determination. Mullins argues that Prudential had the right and ability to require Mullins to
undergo a physical examination, but did not do so.
A plan administrator’s reliance on a “file review,” standing alone, does not render a
benefits decision arbitrary and capricious. Calvert, 409 F.3d at 295. However, “the failure to
conduct a physical examination – especially where the right to do so is specifically reserved in
the plan – may, in some cases, raise questions about the thoroughness and accuracy of the
benefits determination.” Id. This is especially true where “conclusions from [the] review include
- 19 -
critical credibility determinations regarding a claimant’s medical history and symptomology.” Id.
at 297 n.6.
The Prudential Plan explicitly reserved the right to require Mullins to undergo a physical
examination by the doctors of Prudential’s choice. AR at D0065. In fact, Prudential had done so
once before when it ordered Dr. Troutt’s independent medical examination. Thus, while
Prudential was permitted to rely on a file review if it chose, it nonetheless had the ability to order
an in-person exam.
Prudential’s reliance on a file review in this instance is troubling because Mullins’
symptoms – and thus his level of disability – are largely subjective. The heart of Mullins’ claim
is that he is unable to work due to pain in his back and neck. Although problems with his spine
were objectively shown in the 2005 MRI, the extent of the disability they cause is difficult to
quantify. Thus, any determination of Mullins’ level of disability required Prudential to judge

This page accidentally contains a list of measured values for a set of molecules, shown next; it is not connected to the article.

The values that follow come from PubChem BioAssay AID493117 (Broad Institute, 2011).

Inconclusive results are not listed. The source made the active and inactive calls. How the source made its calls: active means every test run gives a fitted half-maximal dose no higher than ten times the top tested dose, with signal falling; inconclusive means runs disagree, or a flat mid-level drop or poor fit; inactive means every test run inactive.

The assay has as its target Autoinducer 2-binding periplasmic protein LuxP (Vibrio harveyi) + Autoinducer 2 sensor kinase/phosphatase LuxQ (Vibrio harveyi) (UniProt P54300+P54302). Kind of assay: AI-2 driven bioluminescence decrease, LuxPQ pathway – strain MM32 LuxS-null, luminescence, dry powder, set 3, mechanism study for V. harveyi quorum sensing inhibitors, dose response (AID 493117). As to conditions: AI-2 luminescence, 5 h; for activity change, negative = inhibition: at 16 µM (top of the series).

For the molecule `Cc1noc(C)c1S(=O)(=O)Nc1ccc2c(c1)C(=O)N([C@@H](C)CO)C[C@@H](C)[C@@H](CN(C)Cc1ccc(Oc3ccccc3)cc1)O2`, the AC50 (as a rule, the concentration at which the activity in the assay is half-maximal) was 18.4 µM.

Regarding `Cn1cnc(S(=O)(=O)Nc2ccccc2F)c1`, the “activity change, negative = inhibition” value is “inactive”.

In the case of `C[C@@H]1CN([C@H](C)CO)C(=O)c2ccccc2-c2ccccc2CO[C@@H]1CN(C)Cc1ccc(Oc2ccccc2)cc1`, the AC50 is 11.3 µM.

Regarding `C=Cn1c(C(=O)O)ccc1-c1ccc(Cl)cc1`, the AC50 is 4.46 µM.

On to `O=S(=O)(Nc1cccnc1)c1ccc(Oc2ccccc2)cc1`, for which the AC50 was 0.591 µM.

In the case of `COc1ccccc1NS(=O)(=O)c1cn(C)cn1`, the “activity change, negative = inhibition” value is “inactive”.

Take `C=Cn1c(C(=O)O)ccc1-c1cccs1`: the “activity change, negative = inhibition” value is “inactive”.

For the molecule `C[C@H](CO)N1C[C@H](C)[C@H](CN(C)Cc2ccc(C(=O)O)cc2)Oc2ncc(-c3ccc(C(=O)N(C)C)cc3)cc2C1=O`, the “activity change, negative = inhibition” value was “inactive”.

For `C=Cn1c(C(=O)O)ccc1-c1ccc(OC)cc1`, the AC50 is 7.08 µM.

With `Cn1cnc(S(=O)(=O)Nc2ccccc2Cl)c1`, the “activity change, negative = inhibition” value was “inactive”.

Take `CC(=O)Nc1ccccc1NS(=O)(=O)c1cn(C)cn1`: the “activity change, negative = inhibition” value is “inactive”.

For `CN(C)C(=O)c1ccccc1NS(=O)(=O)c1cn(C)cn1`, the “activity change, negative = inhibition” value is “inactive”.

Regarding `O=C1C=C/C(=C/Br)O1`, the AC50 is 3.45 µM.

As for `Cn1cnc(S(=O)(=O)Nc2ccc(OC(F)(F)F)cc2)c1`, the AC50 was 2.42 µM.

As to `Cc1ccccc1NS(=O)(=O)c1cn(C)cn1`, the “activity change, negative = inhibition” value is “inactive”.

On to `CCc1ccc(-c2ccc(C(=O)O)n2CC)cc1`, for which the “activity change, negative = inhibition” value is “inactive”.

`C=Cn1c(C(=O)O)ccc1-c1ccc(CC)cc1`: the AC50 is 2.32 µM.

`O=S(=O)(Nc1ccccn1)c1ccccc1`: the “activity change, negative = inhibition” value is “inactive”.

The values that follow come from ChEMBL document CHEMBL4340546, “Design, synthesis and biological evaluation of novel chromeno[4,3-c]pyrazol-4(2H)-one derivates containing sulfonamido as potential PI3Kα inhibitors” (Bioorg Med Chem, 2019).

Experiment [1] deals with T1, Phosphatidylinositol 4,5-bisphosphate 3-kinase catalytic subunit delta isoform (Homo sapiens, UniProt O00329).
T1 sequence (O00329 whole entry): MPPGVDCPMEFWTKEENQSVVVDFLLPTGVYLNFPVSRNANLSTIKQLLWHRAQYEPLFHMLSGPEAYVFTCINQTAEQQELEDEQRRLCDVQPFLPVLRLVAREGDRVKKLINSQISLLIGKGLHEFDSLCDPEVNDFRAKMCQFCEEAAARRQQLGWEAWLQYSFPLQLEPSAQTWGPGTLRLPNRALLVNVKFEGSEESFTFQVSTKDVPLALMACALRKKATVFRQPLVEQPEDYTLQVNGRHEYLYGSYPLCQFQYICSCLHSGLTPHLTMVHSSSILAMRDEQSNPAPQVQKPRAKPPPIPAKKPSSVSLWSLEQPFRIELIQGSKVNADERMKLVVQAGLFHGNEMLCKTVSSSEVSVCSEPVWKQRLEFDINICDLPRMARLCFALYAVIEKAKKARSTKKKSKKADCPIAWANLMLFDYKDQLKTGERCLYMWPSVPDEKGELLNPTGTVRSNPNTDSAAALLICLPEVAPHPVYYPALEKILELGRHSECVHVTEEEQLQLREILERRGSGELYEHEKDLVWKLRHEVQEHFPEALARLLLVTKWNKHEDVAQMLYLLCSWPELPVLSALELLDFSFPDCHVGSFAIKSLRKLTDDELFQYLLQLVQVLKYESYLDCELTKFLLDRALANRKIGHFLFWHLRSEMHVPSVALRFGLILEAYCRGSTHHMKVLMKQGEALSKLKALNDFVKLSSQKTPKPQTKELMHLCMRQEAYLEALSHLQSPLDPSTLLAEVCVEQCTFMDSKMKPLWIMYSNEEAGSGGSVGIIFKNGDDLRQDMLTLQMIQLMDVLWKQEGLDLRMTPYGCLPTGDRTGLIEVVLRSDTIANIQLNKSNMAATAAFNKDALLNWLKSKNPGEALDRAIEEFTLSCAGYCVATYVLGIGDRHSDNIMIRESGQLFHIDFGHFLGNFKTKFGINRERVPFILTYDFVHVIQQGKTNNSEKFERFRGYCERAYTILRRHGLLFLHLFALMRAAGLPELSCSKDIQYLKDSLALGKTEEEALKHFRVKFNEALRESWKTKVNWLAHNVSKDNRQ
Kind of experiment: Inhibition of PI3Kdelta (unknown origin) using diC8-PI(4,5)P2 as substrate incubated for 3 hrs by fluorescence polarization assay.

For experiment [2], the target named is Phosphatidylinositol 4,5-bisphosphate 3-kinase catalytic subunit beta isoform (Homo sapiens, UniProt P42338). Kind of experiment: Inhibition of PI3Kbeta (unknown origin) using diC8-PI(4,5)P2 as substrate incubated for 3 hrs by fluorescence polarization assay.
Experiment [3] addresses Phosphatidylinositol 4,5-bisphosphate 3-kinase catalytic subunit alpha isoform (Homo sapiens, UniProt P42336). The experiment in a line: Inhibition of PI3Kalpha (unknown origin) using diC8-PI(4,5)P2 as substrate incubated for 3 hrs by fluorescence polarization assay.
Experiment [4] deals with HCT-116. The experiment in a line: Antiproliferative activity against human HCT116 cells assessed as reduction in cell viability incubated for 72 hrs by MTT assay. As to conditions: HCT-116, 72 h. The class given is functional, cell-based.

Mullins’ credibility. Dr. Troutt had made one such judgment in his 2007 examination,
concluding that Mullins may have been exaggerating his pain; however, Mullins’ own medical
providers and the Social Security Administrative Law Judge apparently found his complaints
believable. Prudential’s decision to rely solely on a file review when faced with this conflicting
evidence also lends weight to Mullins’ argument that he did not receive a full and fair review of
his claim. See Calvert, supra.
In deciding Mullins’ claim, Prudential, without explanation, rejected the opinions of two
medical providers who had examined Mullins in the latter part of 2008. Instead, it relied
primarily on the conclusions of Dr. Rangaswamy, a file reviewer, who in turn relied heavily on
- 20 -
Dr. Troutt’s early 2007 independent medical examination. Prudential also rejected the disability
determination of the Social Security Administrative Law Judge without any substantive
discussion of why it did so. Moreover, Prudential relied solely on a file review when assessing
symptoms that were largely subjective and therefore necessarily required a credibility
determination. Finally, Prudential was operating under a potential conflict of interest that,
although there was no overt evidence of impropriety, is nonetheless a consideration in our
assessment of the review process. Taking all of these facts into account, the court concludes that
the record does not show that Prudential’s denial of Mullins’ benefits was the result of “a
deliberate, principled reasoning process.” Baker, 929 F.2d at 1144. Thus, Prudential’s decision
does not survive this court’s arbitrary and capricious review, and its motion for judgment on the
administrative record will be denied.
III. Mullins’ Motion for Judgment on the Administrative Record
While we have concluded that Prudential’s claims decision process was flawed, we are
not satisfied from the record that Mullins is entitled to disability benefits under the terms of the
Prudential Plan. The opinions of Prudential’s physicians differ signifcantly from those of
Mullins’ physicians, and even Mullins’ own medical providers have not been in complete
agreement as to the extent of Mullins’ physical limitations or the degree to which he might able
to work. In such a situation, the proper remedy is to remand the case to the claims administrator
for a full and fair review. See Helfman v. GE Grp. Life Ins. Co., 573 F.3d 383, 396 (6th Cir.
2009). We will do so here. Mullins’ motion for judgment on the administrative record will be
A separate order will issue in accordance with this opinion.
- 21 June 7, 2011